A student tip from Max: If you go to the museum’s information desk and bring your student ID, you can often get a discount or a free ticket, even if it isn’t advertised. It never hurts to ask!
Image via Terrier & Lobster
THE BASICS: WHAT TO TAKE
I love to bring a few things with me to museums because I get bored easily. Really easily. You’ll of course want to check your specific museum’s list of do’s and don’ts for their policies on everything, but in general, I like to bring:
- A lightweight bag, shoes and a sweater: Even the lightest bags and accessories feel like they weigh a ton after walking around all day. Lighten the load, and your feet (and shoulders) will thank you later in the day.
- Drawing tools and paper: I love being able to sit down and right notes or sketch out pictures and ideas inspired by what I’m seeing.
- Portable watercolors: I’m not much of an artist, but I love to put down simple color palettes that are inspired by the paintings I see. Sometimes cameras don’t get the color balance right, and it’s nice to jot down something on your own.
- Camera: Not all museums allow photography, so please follow any rules listed at the museum.
- Museum apps: These days, many museums have cool free apps that you can download on your phone to use while you walk around. Check your local museum to see what they offer.
- A small treat budget: I’ll allocate a small amount ($20) to spend on a memento to bring home. I cheesily love little mementos from museums, even if it’s something fun like Astronaut Ice Cream.
Image above: 1. Camera Strap, $85 | 2. Dupatta Nara Scarf, $188 | 3. Watercolor Postcards with Kit, $18 | 4. Travel Watercolor Set, $22 | 5. Watercolor Postcards, $3.99 | 6. Moleskine Sketchbook, $11.17 | 7 . Watercolor Brush Set, $14.99 | 8. General’s Charcoal Pencils (72-pack), $60.25 | 9. Bookhou Tote, $88 | 10. Oil Pastels, $6.95
THE BASICS: WHAT TO REMEMBER
Every museum has different policies when it comes to photography, touching, proximity to artwork, etc., so please be sure to check those guidelines before you arrive.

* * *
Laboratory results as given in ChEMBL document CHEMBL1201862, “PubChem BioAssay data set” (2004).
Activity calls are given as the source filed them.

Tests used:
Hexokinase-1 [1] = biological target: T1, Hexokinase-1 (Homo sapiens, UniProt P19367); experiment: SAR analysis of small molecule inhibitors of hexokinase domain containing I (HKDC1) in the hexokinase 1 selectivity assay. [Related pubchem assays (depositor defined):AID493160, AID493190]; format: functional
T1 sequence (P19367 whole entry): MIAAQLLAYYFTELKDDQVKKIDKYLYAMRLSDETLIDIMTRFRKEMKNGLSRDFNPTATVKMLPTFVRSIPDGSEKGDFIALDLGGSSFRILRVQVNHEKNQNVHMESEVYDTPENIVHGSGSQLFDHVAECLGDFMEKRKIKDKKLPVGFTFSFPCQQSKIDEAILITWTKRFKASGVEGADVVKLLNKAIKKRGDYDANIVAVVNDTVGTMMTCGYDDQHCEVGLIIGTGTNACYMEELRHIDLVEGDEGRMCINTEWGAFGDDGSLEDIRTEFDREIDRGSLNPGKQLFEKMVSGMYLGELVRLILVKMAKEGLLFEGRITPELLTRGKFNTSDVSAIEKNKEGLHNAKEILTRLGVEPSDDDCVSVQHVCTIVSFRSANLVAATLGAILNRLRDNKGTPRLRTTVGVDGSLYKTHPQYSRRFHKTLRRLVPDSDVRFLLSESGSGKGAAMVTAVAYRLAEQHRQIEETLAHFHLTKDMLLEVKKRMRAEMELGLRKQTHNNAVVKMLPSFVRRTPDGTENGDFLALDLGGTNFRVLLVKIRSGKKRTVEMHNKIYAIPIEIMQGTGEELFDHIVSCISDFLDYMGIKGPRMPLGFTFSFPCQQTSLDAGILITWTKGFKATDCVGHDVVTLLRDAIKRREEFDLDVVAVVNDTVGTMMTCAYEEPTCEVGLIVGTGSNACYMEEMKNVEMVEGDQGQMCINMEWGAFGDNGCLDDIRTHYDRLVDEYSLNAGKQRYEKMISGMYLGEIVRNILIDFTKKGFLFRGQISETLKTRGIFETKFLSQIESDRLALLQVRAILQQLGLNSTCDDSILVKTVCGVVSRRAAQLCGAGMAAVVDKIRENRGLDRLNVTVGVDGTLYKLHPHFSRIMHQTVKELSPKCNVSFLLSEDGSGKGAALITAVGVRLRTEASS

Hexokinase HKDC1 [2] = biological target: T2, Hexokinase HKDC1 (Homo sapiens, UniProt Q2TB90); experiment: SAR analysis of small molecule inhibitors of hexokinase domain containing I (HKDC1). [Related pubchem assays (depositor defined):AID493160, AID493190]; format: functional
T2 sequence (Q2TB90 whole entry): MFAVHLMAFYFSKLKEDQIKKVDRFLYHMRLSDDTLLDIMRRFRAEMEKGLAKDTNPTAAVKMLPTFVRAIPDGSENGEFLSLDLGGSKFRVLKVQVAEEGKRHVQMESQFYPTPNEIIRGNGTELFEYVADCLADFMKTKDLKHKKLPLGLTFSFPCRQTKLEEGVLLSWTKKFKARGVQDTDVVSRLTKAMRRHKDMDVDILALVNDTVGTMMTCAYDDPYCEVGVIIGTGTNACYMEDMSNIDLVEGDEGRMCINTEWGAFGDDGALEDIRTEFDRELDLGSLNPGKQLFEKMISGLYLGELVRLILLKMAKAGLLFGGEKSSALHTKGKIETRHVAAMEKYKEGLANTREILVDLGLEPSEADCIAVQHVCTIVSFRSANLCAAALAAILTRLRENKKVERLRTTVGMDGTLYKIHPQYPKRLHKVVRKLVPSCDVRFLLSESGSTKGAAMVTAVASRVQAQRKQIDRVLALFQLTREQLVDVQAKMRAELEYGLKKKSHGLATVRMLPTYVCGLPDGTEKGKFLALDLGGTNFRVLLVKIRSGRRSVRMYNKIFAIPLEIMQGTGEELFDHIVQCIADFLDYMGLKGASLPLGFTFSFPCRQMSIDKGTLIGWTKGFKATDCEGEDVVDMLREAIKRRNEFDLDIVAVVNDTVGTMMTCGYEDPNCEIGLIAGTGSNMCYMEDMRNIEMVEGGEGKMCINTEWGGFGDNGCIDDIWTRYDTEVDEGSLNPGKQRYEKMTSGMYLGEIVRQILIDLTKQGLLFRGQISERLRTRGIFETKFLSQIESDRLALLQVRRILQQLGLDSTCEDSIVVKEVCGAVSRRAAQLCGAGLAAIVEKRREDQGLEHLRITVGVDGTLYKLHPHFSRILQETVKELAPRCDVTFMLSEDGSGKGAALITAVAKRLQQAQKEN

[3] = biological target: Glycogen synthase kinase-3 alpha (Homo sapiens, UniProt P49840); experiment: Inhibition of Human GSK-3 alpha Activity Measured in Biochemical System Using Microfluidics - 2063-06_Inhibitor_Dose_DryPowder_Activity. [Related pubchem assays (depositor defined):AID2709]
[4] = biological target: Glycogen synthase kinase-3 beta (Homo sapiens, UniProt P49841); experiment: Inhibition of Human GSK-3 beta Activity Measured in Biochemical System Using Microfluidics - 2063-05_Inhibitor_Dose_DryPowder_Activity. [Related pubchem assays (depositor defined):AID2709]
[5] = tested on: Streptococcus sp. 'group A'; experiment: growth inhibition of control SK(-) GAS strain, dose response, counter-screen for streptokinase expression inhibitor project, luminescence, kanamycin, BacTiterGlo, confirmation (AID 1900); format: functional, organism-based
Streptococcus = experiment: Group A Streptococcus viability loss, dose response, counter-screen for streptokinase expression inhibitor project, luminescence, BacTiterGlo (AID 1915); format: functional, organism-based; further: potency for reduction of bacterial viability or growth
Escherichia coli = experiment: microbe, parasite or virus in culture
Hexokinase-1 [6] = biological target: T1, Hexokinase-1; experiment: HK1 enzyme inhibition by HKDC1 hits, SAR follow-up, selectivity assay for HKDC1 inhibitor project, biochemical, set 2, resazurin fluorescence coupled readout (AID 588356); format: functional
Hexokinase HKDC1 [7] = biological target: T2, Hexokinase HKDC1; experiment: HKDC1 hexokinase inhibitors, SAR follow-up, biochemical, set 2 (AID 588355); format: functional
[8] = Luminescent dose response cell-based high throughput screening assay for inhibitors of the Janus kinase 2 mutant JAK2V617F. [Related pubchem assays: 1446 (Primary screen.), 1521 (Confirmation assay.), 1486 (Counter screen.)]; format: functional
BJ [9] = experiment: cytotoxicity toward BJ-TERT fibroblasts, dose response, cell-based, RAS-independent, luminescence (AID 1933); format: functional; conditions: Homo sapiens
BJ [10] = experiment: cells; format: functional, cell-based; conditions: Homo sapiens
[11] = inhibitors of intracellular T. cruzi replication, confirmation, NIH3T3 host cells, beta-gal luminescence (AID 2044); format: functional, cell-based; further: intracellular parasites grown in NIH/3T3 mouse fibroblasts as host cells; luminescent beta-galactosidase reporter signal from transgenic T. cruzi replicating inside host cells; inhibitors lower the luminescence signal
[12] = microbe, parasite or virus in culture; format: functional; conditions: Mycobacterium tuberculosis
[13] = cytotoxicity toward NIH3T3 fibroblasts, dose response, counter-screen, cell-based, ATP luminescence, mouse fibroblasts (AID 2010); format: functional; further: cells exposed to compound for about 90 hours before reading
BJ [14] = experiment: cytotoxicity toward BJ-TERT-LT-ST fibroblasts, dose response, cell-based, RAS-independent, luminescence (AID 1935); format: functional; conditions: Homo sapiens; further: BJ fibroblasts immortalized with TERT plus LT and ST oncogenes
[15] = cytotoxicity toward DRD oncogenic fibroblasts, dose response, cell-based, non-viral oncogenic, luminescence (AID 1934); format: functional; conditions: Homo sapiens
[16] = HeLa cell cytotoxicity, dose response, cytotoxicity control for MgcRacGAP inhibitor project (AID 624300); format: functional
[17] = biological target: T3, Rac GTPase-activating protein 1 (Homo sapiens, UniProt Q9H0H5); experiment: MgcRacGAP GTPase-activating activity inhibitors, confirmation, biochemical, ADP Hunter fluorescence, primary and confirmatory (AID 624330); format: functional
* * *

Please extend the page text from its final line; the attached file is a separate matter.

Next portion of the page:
Here are some other good karma suggestions to keep in mind that will help everyone at the museum enjoy their time:
- Take your time and move on. Everyone wants a chance to see a particular painting, so try not to stand in front of something too long before giving someone else a chance to look. You can always set up away from the artwork at a different angle if you want to draw it, or circle back around again for another look.
- Keep voices and headphones at a reasonable level. In general, it seems like most people want to have a peaceful experience in museums. So yelling, loud laughing and blasting music or audio tours on headphones aren’t very helpful.
- Keep an eye on small children. I think all children should have the chance to enjoy museums, but it’s a big help if parents can hold their hands or keep a close eye on them. I’ll never forget getting bumped into a sculpture at the MET by a little kid who was running around like crazy. His parents just shrugged it off, and I got a stern word from the museum guard. (A lot of museums have amazing museum educators that specialize in showing children artwork. Take advantage of those programs if they’re in your area; they’re fantastic.)
- Take cellphone calls outside. Enough said.
- If you’re moving in a large group, try to break up into small subgroups so you’re not blocking doorways and other people’s viewing experience.